Updated for 1999
Lecture Notes - Week 10
Learning - Chapter 14

1) Perceptual learning – ability to learn to recognize stimuli that have been seen before

2) Stimulus-response learning – ability to learn to perform a particular behavior when a certain stimulus is present 3) Motor learning – establishment of changes within the motor system

4) Relational learning – involves connections between different areas of the association cortex

5) Spatial learning – involves learning about the relations among many stimuli

6) Episodic learning – remembering sequences of events that we witness

7) Observational learning – learning by watching and imitation other people


      1. activation of synapses
      2. depolarization of the postsynaptic neuron
1) protein kinase C (PKC) - normally in cytoplasm, activated by calcium to increase synaptic transmission

2) CaM-KII - when activated by calcium it remains active even after calcium is gone, until deactivated by another enzyme

3) tyrosine kinase - also plays a role in long-term potentiation

AMPA receptors - control sodium channels - involved once long-term potentiation has occurred

Long-term depression - low-frequency stimulation of the synaptic inputs to a cell can decrease their strength; opposite of Hebb rule - weak synapses not associated with strong ones become weaker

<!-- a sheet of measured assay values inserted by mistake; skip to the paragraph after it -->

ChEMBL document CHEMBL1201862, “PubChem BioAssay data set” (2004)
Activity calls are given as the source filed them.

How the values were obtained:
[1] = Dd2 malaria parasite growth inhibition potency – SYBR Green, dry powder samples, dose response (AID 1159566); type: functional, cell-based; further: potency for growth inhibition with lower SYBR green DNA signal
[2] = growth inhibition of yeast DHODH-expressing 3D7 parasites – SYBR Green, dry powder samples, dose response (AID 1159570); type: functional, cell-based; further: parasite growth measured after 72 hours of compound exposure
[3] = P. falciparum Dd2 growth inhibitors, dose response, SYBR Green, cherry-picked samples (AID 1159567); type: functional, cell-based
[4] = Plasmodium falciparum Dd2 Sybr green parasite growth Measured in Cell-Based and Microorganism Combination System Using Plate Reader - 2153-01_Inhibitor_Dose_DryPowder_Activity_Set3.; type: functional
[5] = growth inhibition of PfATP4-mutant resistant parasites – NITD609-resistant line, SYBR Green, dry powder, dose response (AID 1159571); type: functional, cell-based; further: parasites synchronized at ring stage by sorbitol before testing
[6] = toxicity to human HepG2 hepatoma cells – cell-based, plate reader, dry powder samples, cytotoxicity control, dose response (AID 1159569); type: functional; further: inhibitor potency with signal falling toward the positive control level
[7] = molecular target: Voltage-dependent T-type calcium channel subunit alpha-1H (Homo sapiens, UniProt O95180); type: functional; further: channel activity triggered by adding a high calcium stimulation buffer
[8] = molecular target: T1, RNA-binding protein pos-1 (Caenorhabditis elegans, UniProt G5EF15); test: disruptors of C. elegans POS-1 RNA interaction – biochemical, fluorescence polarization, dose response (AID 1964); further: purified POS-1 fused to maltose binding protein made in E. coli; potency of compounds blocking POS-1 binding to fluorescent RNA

1) Visual Learning 2) Auditory Learning S-R LEARNING

1) Classical Conditioning

2) Instrumental Conditioning and Motor Learning 1) direct trascortical connections - short-term memory, and with hippocampus involved in episodic memory

2) via basal ganglia and thalamus - used once no longer "new" learning; Parkinson's example

REINFORCEMENT SYSTEM 1) amygdala - involved in detection of CS for reinforcement - if monkeys trained that food follows a visual stimulus, then amygdala lesioned, the monkey forgets the association

2) lateral hypothalamus - neurons become active when monkeys see food, but only when hungry - neurons show sensory-specific satiety; activity related to presence of reinforcing stimuli

3) prefrontal cortex - secretes excitatory glutamate, which triggers bursts of dopamine to be released from neurons in the ventral tegmental area into the nucleus accumbens; may serve as monitor for reinforcement-seeking activity

1) discriminative stimulus activates weak synapse

2) circumstance that causes animal to press lever activates a strong synapse

3) if behavior is reinforced, then neurotransmitter/neuromodulator released (dopamine), causing synaptic changes, strengthening weak synapses